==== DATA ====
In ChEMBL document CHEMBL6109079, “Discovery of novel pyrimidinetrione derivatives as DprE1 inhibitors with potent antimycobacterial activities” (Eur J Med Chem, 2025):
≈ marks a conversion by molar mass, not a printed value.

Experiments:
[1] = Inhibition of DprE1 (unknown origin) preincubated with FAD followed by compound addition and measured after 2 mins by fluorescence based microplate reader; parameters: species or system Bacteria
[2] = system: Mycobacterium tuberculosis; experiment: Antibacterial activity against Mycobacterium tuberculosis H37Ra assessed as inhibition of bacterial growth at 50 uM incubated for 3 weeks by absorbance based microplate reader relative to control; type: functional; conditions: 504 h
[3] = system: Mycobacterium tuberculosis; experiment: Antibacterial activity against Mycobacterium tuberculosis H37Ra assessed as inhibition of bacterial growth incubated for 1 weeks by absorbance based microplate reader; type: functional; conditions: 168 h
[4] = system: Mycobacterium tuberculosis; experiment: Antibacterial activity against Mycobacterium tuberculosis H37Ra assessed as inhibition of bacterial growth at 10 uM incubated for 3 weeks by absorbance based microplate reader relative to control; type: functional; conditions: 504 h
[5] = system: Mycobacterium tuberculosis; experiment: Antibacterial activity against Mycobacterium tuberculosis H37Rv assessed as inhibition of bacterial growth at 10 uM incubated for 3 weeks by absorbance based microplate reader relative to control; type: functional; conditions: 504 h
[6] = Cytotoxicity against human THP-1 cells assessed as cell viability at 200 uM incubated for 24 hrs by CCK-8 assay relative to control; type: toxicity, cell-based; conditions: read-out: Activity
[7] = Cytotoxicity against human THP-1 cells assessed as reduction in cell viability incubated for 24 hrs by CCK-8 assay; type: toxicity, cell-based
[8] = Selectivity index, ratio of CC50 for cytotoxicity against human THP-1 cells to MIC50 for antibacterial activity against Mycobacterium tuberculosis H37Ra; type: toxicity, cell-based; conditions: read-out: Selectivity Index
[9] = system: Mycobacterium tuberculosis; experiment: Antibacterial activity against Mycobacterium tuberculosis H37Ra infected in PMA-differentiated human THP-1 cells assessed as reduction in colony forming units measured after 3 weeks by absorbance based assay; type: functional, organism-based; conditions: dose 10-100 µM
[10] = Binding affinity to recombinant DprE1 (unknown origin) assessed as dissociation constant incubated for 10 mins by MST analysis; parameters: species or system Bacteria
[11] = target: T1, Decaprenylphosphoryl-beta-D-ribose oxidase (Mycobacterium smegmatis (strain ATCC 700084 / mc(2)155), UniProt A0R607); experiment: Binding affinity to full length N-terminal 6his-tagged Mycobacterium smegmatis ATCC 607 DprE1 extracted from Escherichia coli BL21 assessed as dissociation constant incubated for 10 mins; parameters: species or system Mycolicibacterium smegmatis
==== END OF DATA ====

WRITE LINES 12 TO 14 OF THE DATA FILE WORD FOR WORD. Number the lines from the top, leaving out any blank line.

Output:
[9] = system: Mycobacterium tuberculosis; experiment: Antibacterial activity against Mycobacterium tuberculosis H37Ra infected in PMA-differentiated human THP-1 cells assessed as reduction in colony forming units measured after 3 weeks by absorbance based assay; type: functional, organism-based; conditions: dose 10-100 µM
[10] = Binding affinity to recombinant DprE1 (unknown origin) assessed as dissociation constant incubated for 10 mins by MST analysis; parameters: species or system Bacteria
[11] = target: T1, Decaprenylphosphoryl-beta-D-ribose oxidase (Mycobacterium smegmatis (strain ATCC 700084 / mc(2)155), UniProt A0R607); experiment: Binding affinity to full length N-terminal 6his-tagged Mycobacterium smegmatis ATCC 607 DprE1 extracted from Escherichia coli BL21 assessed as dissociation constant incubated for 10 mins; parameters: species or system Mycolicibacterium smegmatis